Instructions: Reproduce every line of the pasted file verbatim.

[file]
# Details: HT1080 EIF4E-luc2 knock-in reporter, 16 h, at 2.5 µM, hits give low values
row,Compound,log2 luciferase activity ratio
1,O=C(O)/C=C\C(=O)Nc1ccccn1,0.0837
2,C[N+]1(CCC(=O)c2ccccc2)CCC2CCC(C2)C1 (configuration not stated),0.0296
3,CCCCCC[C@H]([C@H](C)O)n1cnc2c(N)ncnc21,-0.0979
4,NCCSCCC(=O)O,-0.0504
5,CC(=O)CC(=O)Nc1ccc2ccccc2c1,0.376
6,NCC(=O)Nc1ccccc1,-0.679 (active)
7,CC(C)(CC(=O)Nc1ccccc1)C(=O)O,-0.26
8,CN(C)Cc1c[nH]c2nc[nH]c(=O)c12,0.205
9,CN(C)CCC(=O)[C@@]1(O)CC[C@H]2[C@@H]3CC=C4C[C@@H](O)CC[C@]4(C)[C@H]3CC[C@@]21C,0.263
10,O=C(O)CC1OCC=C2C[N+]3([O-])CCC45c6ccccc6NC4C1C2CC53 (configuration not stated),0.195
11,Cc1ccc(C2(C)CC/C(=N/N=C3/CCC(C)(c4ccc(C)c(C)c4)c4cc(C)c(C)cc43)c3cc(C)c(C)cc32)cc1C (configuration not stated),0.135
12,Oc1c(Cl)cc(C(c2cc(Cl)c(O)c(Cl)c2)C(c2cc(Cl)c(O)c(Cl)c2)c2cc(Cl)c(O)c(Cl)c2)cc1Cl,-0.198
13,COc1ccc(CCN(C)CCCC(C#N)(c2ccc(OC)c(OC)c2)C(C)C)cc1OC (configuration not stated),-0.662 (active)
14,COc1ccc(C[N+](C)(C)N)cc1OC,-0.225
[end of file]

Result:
# Details: HT1080 EIF4E-luc2 knock-in reporter, 16 h, at 2.5 µM, hits give low values
row,Compound,log2 luciferase activity ratio
1,O=C(O)/C=C\C(=O)Nc1ccccn1,0.0837
2,C[N+]1(CCC(=O)c2ccccc2)CCC2CCC(C2)C1 (configuration not stated),0.0296
3,CCCCCC[C@H]([C@H](C)O)n1cnc2c(N)ncnc21,-0.0979
4,NCCSCCC(=O)O,-0.0504
5,CC(=O)CC(=O)Nc1ccc2ccccc2c1,0.376
6,NCC(=O)Nc1ccccc1,-0.679 (active)
7,CC(C)(CC(=O)Nc1ccccc1)C(=O)O,-0.26
8,CN(C)Cc1c[nH]c2nc[nH]c(=O)c12,0.205
9,CN(C)CCC(=O)[C@@]1(O)CC[C@H]2[C@@H]3CC=C4C[C@@H](O)CC[C@]4(C)[C@H]3CC[C@@]21C,0.263
10,O=C(O)CC1OCC=C2C[N+]3([O-])CCC45c6ccccc6NC4C1C2CC53 (configuration not stated),0.195
11,Cc1ccc(C2(C)CC/C(=N/N=C3/CCC(C)(c4ccc(C)c(C)c4)c4cc(C)c(C)cc43)c3cc(C)c(C)cc32)cc1C (configuration not stated),0.135
12,Oc1c(Cl)cc(C(c2cc(Cl)c(O)c(Cl)c2)C(c2cc(Cl)c(O)c(Cl)c2)c2cc(Cl)c(O)c(Cl)c2)cc1Cl,-0.198
13,COc1ccc(CCN(C)CCCC(C#N)(c2ccc(OC)c(OC)c2)C(C)C)cc1OC (configuration not stated),-0.662 (active)
14,COc1ccc(C[N+](C)(C)N)cc1OC,-0.225